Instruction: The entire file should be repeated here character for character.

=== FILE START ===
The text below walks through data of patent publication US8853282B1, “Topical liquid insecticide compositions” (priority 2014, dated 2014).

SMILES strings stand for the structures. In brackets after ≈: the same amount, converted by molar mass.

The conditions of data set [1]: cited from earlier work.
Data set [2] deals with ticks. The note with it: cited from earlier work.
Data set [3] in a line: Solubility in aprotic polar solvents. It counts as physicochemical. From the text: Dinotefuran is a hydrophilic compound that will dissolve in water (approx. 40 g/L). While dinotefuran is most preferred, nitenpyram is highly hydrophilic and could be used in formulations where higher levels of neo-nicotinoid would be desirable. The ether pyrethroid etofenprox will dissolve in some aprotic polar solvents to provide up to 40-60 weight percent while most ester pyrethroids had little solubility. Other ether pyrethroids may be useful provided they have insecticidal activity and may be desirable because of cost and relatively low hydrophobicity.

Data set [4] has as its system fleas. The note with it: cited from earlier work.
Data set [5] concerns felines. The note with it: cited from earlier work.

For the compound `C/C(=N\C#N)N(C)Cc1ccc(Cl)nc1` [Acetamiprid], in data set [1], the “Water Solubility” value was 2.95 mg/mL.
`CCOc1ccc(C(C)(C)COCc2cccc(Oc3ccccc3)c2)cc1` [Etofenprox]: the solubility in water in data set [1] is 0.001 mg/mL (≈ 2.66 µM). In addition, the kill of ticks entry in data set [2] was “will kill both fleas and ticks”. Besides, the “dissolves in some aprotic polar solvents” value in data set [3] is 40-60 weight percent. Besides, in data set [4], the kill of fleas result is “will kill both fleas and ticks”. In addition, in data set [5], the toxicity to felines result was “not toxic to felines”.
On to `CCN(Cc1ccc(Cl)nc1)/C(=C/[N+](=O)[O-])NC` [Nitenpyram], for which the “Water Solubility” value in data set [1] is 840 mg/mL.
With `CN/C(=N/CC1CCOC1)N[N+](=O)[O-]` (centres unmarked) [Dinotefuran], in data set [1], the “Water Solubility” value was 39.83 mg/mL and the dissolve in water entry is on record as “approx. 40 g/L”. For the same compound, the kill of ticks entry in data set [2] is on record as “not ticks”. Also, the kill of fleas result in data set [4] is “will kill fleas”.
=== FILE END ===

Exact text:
The text below walks through data of patent publication US8853282B1, “Topical liquid insecticide compositions” (priority 2014, dated 2014).

SMILES strings stand for the structures. In brackets after ≈: the same amount, converted by molar mass.

The conditions of data set [1]: cited from earlier work.
Data set [2] deals with ticks. The note with it: cited from earlier work.
Data set [3] in a line: Solubility in aprotic polar solvents. It counts as physicochemical. From the text: Dinotefuran is a hydrophilic compound that will dissolve in water (approx. 40 g/L). While dinotefuran is most preferred, nitenpyram is highly hydrophilic and could be used in formulations where higher levels of neo-nicotinoid would be desirable. The ether pyrethroid etofenprox will dissolve in some aprotic polar solvents to provide up to 40-60 weight percent while most ester pyrethroids had little solubility. Other ether pyrethroids may be useful provided they have insecticidal activity and may be desirable because of cost and relatively low hydrophobicity.

Data set [4] has as its system fleas. The note with it: cited from earlier work.
Data set [5] concerns felines. The note with it: cited from earlier work.

For the compound `C/C(=N\C#N)N(C)Cc1ccc(Cl)nc1` [Acetamiprid], in data set [1], the “Water Solubility” value was 2.95 mg/mL.
`CCOc1ccc(C(C)(C)COCc2cccc(Oc3ccccc3)c2)cc1` [Etofenprox]: the solubility in water in data set [1] is 0.001 mg/mL (≈ 2.66 µM). In addition, the kill of ticks entry in data set [2] was “will kill both fleas and ticks”. Besides, the “dissolves in some aprotic polar solvents” value in data set [3] is 40-60 weight percent. Besides, in data set [4], the kill of fleas result is “will kill both fleas and ticks”. In addition, in data set [5], the toxicity to felines result was “not toxic to felines”.
On to `CCN(Cc1ccc(Cl)nc1)/C(=C/[N+](=O)[O-])NC` [Nitenpyram], for which the “Water Solubility” value in data set [1] is 840 mg/mL.
With `CN/C(=N/CC1CCOC1)N[N+](=O)[O-]` (centres unmarked) [Dinotefuran], in data set [1], the “Water Solubility” value was 39.83 mg/mL and the dissolve in water entry is on record as “approx. 40 g/L”. For the same compound, the kill of ticks entry in data set [2] is on record as “not ticks”. Also, the kill of fleas result in data set [4] is “will kill fleas”.